Tuesday, December 3, 2013

Something Nobody Wants To Celebrate: Gus Van Sant's PSYCHO Remake Turns 15 Today

Whether we're willing to admit it or not, the much maligned Gus Van Sant remake of Alfred Hitchock's Psycho from 1998 has left a legacy.  You don't have to be favorable or liked to have made an impression or leave your mark.  When discussions happen about remakes-their quality, their necessity, what to do and what not to do-you'll be hard pressed to find the remake conversation where this movie DOESN'T come up.  Today, I've decided on its 15th anniversary, to take a look back at the film that terrified people and made them scared for different reasons than the original film.  It opened film lovers' eyes and frightened them of the reality this film was the gateway for.  That NO MOVIE, no matter how perfect the first time around or how loved and adored was safe from being remade or retooled.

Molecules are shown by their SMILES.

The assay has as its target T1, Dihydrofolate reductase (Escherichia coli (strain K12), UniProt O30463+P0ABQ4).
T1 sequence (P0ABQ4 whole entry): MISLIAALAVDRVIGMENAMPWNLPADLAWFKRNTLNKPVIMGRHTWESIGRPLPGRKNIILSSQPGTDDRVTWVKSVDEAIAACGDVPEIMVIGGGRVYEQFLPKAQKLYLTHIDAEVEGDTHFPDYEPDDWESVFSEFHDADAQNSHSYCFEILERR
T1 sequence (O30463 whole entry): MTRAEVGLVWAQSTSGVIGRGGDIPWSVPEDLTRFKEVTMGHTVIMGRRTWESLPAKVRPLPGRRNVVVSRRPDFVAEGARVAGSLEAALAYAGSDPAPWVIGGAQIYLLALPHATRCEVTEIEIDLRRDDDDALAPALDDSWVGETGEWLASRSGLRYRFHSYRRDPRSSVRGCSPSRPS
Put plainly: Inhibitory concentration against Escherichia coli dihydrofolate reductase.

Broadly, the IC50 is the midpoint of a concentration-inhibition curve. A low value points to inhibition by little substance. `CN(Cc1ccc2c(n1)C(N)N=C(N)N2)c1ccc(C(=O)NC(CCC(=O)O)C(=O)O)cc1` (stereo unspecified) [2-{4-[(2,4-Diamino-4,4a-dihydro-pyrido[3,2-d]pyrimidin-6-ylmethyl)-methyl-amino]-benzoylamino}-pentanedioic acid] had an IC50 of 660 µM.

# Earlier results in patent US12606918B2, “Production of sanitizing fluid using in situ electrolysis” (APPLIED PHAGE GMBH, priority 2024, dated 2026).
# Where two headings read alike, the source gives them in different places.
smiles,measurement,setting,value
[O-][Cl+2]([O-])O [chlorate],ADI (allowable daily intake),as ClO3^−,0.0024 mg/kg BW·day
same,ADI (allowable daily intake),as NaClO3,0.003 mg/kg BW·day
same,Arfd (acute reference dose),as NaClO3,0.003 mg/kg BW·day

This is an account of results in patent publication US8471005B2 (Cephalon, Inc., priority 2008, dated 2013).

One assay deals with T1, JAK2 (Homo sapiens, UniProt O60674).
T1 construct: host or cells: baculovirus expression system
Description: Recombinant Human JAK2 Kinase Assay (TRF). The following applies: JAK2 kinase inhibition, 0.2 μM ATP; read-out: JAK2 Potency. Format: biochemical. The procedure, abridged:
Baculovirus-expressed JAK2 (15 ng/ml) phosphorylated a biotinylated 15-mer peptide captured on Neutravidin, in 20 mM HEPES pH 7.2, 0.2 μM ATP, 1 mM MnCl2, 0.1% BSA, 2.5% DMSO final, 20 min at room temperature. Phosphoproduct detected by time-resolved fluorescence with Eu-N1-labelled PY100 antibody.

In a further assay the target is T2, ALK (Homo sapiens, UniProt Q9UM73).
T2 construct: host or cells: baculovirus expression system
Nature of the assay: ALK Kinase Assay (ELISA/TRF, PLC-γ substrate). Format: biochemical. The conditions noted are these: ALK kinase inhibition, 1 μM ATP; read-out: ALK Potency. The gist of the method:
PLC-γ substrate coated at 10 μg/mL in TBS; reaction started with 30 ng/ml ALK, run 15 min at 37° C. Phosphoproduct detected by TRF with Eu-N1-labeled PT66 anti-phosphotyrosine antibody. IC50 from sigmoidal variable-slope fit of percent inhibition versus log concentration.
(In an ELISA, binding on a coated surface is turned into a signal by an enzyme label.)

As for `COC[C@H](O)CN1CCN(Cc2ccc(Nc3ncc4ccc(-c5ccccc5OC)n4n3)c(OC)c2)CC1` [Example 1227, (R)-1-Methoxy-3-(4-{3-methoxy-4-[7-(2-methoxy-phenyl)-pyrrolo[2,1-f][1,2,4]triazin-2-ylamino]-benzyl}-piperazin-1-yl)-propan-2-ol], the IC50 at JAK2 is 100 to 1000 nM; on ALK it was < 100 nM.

In 1997, director Gus Van Sant was coming of his most successful film of his career in Good Will Hunting.  The film was a success, with critics, audiences, box office and Academy Award recognition.  He was in a position of picking whatever he wanted to do.  So, he picked to do a shot-for-shot remake of Psycho.  Why?  When asked he has the bullshit answer of "So no one else would have to".  I can see the intrigue for it as a personal experiment.  An expensive one, but that's about where the interest lies.  Selling it as a motion picture event and as "The NEW, modern version" is a thing in itself that nobody wants.  Let's face it, as much as this thing is hated, if it WAS a personal experiment that Van Sant went out, shot and put in his personal collection never to be seen except for his own enjoyment, word would be out and people would be demanding to see it.  People would be demanding it on Blu-ray and DVD.  There would be an extreme curiosity to see this project.  Psycho, in color with different actors and a different production.  The question is...would it have been received as negatively as something that WAS actually pushed into the populace?  We'll never know that.